To make up for my dearth of Iraq blogging as of late, here's a bunch of links for you all at once.
On Sunday, Kurdish rebels of the PKK crossed the border into Turkey to ambush Turkish troops, killing 12 and kidnapping 8. Predictably, this has provoked howls of outrage from Turkey and threats of retaliation, which has already approved raids into Kurdish Iraq to hunt down Kurdish fighters. The Iraiq government, fearing the worst, has offered to assist the Turks in shutting down PKK incursions. For its part the PKK has offered to negotiate a cease-fire with the Turks, an offer that has so far been turned down by Turkish authorities. In the meantime, Kurdish fighters of the PJAK-an offshoot of the PKK-are waging their own guerilla campaign against and inside of Iran prompting fears of a more general conflict in that region as well.
Casualties among American troops and Iraq civilians have dropped in Iraq, but officials in Iraq see a growing threat in the numerous and heavily armed Shiite militias. Fighting in Southern Iraq continues between rival Shiite factions. U.S. forces continue to rely heavily on airpower to battle militias in densely populated urban areas, and predictably, civilians die as a result.
UPDATE: In a sign of either stupidity or desperation, President Bush has offered to launch strikes against PKK rebels in Kurdistan. If you think it's probably a bad idea to enrage our only steadfast allies in Iraq by bombing fighters they are sympathetic to, join the club. The article points out that Bush administration officials are also pushing Kurdish authorities to restrain the PKK, a position that make considerably more sense.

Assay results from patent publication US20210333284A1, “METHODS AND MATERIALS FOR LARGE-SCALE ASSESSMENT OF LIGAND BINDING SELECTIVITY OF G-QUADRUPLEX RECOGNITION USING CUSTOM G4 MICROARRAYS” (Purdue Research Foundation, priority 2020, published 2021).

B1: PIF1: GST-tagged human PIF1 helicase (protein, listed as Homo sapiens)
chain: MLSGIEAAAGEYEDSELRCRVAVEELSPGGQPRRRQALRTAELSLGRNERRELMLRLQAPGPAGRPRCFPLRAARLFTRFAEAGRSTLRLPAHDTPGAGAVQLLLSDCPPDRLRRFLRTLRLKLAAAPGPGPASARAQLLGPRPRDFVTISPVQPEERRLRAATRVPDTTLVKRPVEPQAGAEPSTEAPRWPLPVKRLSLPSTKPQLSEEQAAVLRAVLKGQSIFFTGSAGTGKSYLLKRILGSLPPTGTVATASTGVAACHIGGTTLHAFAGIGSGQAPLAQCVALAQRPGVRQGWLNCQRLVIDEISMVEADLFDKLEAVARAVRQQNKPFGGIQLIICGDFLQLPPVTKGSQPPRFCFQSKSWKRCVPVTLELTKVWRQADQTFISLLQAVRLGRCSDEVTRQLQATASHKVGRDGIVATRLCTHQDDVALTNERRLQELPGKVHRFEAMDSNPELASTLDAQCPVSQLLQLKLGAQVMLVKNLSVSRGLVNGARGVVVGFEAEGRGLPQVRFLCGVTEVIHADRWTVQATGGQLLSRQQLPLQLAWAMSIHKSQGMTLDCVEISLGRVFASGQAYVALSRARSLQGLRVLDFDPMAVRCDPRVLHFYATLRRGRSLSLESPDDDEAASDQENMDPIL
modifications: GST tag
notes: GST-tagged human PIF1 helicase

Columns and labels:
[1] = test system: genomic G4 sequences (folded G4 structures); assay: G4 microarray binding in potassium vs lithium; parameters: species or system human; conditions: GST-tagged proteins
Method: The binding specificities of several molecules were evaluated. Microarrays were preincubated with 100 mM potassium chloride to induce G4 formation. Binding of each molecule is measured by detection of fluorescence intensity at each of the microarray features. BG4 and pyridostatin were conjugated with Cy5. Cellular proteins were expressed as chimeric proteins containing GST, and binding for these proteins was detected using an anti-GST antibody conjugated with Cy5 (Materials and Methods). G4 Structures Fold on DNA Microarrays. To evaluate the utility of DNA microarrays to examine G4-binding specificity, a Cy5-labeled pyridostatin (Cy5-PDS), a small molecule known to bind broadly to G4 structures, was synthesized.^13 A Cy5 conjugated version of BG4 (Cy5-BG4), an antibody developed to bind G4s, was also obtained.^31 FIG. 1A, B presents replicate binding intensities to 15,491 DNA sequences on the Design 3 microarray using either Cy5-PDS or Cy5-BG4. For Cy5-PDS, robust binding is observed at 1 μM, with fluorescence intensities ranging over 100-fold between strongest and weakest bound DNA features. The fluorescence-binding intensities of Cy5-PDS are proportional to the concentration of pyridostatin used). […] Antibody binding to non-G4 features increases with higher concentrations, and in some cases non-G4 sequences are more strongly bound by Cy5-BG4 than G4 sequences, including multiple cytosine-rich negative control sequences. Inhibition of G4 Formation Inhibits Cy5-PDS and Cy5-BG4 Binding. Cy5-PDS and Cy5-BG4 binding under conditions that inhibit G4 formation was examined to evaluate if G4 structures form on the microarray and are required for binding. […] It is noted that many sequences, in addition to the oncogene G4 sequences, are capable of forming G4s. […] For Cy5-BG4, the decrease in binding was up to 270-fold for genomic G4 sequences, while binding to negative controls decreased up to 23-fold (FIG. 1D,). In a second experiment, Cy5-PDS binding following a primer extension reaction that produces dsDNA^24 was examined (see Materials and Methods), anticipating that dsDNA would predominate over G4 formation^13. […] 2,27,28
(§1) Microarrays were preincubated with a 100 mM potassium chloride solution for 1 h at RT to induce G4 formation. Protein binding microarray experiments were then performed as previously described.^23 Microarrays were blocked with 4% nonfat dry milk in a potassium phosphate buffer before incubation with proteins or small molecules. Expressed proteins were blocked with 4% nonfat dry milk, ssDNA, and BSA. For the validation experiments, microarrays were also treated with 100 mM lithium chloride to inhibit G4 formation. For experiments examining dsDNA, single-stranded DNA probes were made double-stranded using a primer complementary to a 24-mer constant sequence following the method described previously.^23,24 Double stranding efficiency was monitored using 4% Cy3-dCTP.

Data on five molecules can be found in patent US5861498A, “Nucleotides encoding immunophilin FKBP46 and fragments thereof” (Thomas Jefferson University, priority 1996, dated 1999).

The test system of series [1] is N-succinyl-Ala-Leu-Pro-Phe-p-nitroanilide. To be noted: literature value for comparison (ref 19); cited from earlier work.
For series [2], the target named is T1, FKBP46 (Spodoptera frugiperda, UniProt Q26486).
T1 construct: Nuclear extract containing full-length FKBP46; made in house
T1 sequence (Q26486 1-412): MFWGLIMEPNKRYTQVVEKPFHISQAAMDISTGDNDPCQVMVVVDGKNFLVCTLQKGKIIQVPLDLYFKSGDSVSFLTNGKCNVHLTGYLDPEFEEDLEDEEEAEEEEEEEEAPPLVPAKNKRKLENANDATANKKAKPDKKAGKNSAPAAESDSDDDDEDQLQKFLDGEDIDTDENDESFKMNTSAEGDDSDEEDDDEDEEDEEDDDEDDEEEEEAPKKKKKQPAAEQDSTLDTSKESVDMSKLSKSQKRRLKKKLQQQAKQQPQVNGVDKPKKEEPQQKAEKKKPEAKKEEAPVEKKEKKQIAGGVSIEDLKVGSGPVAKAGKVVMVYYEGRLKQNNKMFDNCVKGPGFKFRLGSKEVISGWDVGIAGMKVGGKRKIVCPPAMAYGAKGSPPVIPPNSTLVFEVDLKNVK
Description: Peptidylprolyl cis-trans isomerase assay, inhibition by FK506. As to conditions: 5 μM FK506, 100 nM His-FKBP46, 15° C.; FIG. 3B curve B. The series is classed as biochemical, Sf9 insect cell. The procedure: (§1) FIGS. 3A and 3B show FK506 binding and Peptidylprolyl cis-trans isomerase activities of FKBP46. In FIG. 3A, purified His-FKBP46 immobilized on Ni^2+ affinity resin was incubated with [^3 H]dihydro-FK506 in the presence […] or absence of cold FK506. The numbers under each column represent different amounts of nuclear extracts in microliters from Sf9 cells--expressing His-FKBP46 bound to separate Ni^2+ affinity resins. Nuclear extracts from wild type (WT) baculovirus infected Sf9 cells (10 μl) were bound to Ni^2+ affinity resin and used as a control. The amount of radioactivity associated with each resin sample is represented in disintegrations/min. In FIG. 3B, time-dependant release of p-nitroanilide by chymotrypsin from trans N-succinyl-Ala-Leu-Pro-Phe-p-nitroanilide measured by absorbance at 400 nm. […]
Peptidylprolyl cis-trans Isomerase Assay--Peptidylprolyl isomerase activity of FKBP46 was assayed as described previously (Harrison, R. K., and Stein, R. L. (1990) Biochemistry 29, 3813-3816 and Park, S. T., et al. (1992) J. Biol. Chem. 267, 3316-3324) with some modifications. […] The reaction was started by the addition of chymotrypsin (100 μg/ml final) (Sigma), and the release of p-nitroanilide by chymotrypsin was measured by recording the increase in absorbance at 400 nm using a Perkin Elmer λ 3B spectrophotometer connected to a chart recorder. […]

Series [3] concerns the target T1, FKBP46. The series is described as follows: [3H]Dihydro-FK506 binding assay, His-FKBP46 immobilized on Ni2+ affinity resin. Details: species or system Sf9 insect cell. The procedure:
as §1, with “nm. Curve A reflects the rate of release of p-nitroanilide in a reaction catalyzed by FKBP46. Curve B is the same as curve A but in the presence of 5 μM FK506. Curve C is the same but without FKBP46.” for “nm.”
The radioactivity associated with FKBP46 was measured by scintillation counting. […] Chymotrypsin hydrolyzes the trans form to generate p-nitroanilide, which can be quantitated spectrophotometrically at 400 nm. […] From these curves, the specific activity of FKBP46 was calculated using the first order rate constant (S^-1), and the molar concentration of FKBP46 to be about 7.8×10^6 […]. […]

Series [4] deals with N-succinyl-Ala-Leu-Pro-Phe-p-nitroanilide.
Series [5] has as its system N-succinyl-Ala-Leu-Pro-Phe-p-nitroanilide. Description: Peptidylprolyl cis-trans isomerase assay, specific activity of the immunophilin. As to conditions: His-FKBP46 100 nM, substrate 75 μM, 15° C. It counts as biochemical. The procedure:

Also, the Congressional Budget Office is reporting that the wars in Iraq and Afghanistan will cost $2.4 trillion over the next decade, including $705 billion in interest, reflecting the fact that most of the money used to fight the wars is borrowed. Iraq accounts for about 80% of that total, or around $1.9 trillion.
UPDATE II: In comments, a reader notes the odd position U.S. officials are in, having quietly sanctioned the PJAK raids into Iran while at the same time trying to stop PKK raids into Turkey. Odd indeed, when both groups are so closely related. One has to wonder what U.S. officials think the possible outcome can be of all this game-playing, after the incredible short-sightedness of condemning a group when it attacks our ally and (quietly) praising it when it attacks an enemy. More war seems to be the only natural outcome.